Should I upgrade my existing GPS or buy a separate RTK for tiling?This really depends on what you have now and your need for RTK for other operations. If you feel the benefit of RTK for seeding, spraying, and harvest is worth the cost of upgrading then that is the way to go. On the other hand, many of our clients are very happy with the accuracy they get with Omnistar etc and it actually works out considerably cheaper for them to purchase a system like the Hemisphere A320/321 kit that we offer that they can use for tiling. The other benefit here is that you don’t have to take the GPS from the tractor or other equipment to use on the tile plow, and you can still use your Omnistar for steering while tiling. (If you do upgrade your existing equipment remember you’ll need a GPS receiver on the plow plus one for on the tractor if you want to be able to steer while tiling).

What do you recommend for grade control?
Some of our existing clients have tried to use grade control systems offered by the well-known equipment and GPS manufacturers. All have ended up coming back to us to buy Intellislope. The two main issues with other systems were lack of support (nobody in the dealership understands anything about tiling), and difficulty getting the systems to work correctly. Intellislope was designed primarily for use with Gold Digger tile plows. We only sell Intellislope, and cannot offer support for other systems.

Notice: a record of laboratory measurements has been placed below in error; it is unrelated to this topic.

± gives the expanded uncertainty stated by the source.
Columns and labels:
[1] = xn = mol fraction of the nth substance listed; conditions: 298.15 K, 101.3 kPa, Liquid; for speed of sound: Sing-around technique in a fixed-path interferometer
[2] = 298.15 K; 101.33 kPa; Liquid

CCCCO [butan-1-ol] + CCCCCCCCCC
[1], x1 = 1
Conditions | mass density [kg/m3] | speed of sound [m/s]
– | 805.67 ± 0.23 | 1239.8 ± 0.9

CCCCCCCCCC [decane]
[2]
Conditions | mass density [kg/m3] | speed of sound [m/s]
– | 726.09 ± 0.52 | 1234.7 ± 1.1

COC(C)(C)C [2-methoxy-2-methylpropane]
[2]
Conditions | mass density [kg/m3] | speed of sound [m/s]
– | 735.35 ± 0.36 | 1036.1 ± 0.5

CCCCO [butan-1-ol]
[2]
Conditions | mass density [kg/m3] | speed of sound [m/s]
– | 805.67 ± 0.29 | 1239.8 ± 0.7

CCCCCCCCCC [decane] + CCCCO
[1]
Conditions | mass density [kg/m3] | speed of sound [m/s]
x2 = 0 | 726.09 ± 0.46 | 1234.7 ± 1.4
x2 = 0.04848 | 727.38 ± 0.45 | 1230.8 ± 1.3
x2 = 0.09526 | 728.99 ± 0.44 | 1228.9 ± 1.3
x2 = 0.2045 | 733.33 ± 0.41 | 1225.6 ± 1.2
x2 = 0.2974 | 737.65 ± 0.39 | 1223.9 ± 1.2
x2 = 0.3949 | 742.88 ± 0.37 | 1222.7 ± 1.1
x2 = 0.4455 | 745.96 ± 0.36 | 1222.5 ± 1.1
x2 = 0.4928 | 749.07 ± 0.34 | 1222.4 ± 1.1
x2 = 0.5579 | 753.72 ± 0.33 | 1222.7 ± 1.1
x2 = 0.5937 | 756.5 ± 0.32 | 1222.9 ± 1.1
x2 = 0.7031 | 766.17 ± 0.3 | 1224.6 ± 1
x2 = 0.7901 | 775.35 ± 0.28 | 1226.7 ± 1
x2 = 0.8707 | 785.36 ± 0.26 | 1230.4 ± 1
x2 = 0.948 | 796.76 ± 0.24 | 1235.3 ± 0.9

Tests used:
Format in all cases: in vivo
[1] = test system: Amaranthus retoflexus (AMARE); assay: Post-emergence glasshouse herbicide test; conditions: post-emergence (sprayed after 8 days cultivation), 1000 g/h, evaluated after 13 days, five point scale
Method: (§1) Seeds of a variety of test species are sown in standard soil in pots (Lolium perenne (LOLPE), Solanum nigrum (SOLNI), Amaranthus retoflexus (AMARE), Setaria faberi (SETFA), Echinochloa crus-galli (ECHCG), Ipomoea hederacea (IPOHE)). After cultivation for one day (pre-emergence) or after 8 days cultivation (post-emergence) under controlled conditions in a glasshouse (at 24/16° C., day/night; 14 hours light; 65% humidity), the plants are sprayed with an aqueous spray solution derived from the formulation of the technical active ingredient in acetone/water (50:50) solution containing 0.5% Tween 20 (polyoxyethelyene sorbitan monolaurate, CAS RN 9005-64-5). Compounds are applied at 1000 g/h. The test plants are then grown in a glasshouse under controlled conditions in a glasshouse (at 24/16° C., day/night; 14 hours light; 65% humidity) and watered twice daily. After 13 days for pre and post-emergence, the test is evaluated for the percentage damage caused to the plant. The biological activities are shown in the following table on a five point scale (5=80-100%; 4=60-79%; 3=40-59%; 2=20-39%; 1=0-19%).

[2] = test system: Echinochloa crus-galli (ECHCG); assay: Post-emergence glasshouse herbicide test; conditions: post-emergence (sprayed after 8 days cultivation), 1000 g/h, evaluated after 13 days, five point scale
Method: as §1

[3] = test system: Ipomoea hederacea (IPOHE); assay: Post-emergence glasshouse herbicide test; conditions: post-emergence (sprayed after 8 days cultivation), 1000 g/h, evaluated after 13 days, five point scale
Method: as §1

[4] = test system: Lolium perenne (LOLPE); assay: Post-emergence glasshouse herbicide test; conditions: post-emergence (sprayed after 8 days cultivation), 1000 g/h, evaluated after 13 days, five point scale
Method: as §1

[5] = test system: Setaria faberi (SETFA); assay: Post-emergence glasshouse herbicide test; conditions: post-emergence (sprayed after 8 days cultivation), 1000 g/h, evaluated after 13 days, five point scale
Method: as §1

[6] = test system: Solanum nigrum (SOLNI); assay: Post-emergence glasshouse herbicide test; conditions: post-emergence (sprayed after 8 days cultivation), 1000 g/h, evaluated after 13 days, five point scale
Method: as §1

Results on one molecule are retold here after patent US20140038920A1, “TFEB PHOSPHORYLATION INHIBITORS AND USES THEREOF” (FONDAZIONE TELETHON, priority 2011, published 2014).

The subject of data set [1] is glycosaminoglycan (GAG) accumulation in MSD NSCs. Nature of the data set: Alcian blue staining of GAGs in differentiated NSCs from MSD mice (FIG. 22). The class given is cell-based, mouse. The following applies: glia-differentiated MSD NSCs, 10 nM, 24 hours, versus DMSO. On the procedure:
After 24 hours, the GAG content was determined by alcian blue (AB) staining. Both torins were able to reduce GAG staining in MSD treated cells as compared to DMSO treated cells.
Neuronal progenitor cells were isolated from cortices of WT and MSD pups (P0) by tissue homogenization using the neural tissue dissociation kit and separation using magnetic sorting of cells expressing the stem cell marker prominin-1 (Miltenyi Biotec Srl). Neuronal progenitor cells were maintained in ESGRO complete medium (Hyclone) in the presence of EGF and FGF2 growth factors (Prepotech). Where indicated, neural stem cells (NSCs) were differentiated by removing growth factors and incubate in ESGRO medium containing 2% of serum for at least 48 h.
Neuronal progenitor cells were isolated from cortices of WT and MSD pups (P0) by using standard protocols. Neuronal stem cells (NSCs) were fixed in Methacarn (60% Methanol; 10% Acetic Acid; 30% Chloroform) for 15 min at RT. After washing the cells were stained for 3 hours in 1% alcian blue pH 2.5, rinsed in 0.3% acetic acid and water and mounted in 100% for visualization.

I heard someone say that tractor-drawn plows aren’t as good as self-propelled units
The most common causes of tile failure or poor performance are incorrect system design, incorrect choice of pipe specification (e.g. filtered/non-filtered), and operator error, not plow-related causes. Most full-time contractors are not farmers, so for them it makes sense to buy a self-propelled unit if they don’t already have a 4WD tractor or two. There are also situations where a self-propelled unit will work better, such as in very wet ground where they get better traction and floatation, and sometimes in very rocky ground where the extra weight can be an asset. As far as staying on-grade, tractor drawn/mounted plows use plow pitch to maintain grade while self-propelled units can directly control depth to maintain grade. Both methods are proven effective provided the operator is careful to keep to a speed the hydraulics can match, and provided the RTK system and attached slope sensors are calibrated and accurate – all of these are more likely causes of tiles being installed off-grade.

Will you teach me how to use it?
​Yes! Every plow we sell comes with a setup and training in plow operation from one of our experienced operators or Local Experts. Provided the conditions allow, we’ll also spend some time with you actually getting the plow in the ground and going through the steps and procedures required to operate the plow.

We also run introductory tile drainage workshops from time to time, click here for more info.